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United States v. Power Eng'g Co.

ELR Citation: 31 ELR 20335
Nos. No. 97-B-1654, 125 F. Supp. 2d 1050/51 ERC 1756/(D. Colo., 11/24/2000) Summary judgment for gov't on financial assurances granted

The court rejects the Eighth Circuit's holding in Harmon Industries, Inc. v. Browner, 191 F.3d 894, 29 ELR 21412 (8th Cir. 1999), and holds that the Resource Conservation and Recovery Act (RCRA) does not prohibit the federal government from bringing an enforcement action against a metal refinisher for failing to obtain financial assurances even though Colorado, an authorized state under RCRA, filed a state enforcement action against the refinisher. Colorado brought suit against the refinisher for various RCRA and state-law violations. The federal government asked the state to enforce RCRA's financial assurance requirements in its suit against the refinisher, and when the state declined, the federal government brought its own enforcement action. The refinisher argued that in light of Harmon, the federal government did not have the authority to "overfile" the state's enforcement action. According to the Eighth Circuit, the federal government can initiate an enforcement action, after providing notice to the state, only if the authorized state fails to initiate an enforcement action or if the federal government withdraws the state's authorization.

The court first holds that it has subject matter jurisdiction under 28 U.S.C. §§1331 and 1345. The court then holds that the federal government's action in this case does not constitute an "overfiling." The federal government's action does not duplicate the action undertaken by the state of Colorado. Thus, Harmon's factual distinctions arguably have no bearing on the applicability of the Eighth Circuit's legal interpretation of RCRA to this case. The court, therefore, turns to the Harmon court's interpretation of RCRA and holds that the Eighth Circuit's interpretation of RCRA is incorrect. The plain language of RCRA §3006's "in lieu of" language does not support the Eighth Circuit's conclusion that an authorized state program supplants the federal hazardous waste program in all respects—including enforcement. It is true that RCRA allows for the state administration of RCRA to replace federal administration, but the administration and enforcement of RCRA are not "inexorably intertwined." The court then holds that the scope of RCRA §3006(d) is limited to the permitting process. Such an interpretation gives effect to every word of the statute and does not necessitate "harmonizing" §3008 by adding restrictions on the U.S. Environmental Protection Agency's (EPA's) enforcement powers not found in the plain language of that section. The court next holds that the statutory language, EPA's interpretation of RCRA, and the Act's legislative history support the view that the federal government has the power to overfile. Thus, because the federal government notified the state prior to commencing its enforcement action, RCRA does not prohibit the action.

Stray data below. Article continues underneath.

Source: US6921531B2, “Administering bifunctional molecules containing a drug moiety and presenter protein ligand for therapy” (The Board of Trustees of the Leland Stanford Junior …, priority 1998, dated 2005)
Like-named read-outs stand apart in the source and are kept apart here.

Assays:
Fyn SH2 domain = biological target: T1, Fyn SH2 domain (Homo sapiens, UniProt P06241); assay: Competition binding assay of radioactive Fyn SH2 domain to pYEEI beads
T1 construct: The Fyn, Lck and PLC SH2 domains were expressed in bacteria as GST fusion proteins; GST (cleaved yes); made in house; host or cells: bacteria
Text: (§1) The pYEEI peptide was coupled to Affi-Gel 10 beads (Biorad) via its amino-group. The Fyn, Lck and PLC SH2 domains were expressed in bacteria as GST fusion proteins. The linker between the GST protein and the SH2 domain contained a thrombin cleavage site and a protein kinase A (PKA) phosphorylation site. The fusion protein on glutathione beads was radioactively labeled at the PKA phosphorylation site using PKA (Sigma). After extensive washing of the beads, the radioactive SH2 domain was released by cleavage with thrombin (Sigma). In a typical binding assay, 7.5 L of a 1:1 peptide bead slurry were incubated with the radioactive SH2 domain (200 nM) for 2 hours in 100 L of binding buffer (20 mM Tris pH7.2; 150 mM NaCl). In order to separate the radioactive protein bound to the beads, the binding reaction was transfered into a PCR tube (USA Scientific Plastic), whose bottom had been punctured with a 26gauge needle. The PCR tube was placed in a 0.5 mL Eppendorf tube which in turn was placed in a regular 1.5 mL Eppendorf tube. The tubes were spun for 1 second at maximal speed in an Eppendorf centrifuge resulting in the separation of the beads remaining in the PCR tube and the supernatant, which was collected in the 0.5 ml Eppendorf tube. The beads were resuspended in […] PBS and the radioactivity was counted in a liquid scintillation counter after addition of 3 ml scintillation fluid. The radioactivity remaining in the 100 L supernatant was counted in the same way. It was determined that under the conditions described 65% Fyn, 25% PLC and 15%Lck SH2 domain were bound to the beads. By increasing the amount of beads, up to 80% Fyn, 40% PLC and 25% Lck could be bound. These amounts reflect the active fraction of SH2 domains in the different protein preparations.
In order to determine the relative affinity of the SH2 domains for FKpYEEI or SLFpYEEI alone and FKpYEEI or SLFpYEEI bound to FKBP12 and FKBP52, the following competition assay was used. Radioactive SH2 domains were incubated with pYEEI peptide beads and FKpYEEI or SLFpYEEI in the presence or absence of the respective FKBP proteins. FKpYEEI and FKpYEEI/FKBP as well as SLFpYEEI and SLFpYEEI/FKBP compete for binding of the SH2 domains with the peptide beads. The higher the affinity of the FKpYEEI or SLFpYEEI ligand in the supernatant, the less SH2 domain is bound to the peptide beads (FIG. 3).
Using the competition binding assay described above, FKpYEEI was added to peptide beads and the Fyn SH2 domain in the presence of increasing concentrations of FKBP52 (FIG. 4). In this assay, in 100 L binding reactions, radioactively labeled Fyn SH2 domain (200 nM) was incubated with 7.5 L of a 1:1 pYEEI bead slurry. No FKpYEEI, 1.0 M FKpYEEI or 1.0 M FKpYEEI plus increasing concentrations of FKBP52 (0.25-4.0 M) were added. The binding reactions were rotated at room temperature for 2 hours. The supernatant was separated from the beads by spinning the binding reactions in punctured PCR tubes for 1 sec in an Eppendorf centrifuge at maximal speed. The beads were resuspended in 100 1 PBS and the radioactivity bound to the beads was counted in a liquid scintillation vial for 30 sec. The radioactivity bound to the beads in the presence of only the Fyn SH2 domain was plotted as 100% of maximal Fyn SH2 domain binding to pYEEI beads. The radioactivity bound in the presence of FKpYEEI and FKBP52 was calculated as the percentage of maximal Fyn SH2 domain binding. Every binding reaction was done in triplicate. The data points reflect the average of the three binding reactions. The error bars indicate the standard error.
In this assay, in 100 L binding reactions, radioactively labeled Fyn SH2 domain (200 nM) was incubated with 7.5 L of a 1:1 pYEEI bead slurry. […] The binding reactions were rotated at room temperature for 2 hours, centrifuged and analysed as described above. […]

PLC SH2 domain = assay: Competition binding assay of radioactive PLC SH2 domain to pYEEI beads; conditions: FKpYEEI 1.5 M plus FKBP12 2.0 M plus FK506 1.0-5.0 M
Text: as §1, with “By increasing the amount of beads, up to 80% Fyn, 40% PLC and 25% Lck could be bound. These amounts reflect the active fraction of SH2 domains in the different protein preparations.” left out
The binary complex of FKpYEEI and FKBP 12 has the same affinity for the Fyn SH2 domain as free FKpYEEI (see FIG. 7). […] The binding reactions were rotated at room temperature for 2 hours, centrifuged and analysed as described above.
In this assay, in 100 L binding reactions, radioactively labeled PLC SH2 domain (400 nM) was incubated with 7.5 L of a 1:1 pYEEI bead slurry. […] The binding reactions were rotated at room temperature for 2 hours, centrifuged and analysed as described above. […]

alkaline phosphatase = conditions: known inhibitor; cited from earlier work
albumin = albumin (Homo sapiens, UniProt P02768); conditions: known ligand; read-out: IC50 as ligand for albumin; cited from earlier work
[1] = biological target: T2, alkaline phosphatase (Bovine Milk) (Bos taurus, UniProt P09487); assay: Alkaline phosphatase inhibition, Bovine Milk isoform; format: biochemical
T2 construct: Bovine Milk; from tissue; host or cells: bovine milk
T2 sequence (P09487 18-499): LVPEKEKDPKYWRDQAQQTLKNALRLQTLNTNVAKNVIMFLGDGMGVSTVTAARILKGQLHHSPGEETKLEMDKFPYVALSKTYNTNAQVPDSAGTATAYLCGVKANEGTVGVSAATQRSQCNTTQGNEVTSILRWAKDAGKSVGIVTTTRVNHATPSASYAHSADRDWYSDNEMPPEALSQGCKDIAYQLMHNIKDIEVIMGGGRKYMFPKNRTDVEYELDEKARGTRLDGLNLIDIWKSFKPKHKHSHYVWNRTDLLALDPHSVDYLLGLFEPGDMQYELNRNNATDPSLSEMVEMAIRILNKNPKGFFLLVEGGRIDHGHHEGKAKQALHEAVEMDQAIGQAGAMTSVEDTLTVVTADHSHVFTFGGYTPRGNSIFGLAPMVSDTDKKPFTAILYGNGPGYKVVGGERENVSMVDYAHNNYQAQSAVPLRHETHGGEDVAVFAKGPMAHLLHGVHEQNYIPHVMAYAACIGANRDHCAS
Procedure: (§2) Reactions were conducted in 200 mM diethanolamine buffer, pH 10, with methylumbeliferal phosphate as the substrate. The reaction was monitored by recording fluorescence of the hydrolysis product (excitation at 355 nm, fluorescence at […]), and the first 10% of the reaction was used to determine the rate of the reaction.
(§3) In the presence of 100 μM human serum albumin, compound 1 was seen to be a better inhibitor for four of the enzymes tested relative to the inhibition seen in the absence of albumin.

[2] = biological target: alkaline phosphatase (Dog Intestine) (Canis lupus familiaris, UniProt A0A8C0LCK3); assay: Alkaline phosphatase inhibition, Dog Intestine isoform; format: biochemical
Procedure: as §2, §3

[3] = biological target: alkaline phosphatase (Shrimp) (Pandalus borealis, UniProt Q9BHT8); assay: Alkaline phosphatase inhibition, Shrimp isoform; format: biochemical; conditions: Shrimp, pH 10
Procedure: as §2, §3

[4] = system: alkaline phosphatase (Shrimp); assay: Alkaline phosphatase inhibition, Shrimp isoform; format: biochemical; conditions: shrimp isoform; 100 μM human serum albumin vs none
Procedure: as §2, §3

In addition, the court holds that the federal government's case is not barred by res judicata because the financial assurances issue was never before the court in the state action. Finally, even though the metal refinisher claims to no longer be in violation of RCRA and asserts that tremendous progress has been made in remediating contamination at and around the property, the court holds that financial assurances are required. Nothing in RCRA indicates that the owners and operators of hazardous waste facilities are exempt from providing financial assurance requirements before remediation and closure is accomplished.

[Prior decisions in this litigation are published at 28 ELR 21325, 29 ELR 20058, and 30 ELR 20067.]

Counsel for Plaintiff
John N. Moscato
Environment and Natural Resources Division
U.S. Department of Justice, Washington DC 20530
(202) 514-2000

Counsel for Defendants
John F. McBride
Zodrow et al.
Independence Plaza
1050 17th St., Ste. 1700, Denver CO 80265
(303) 572-0243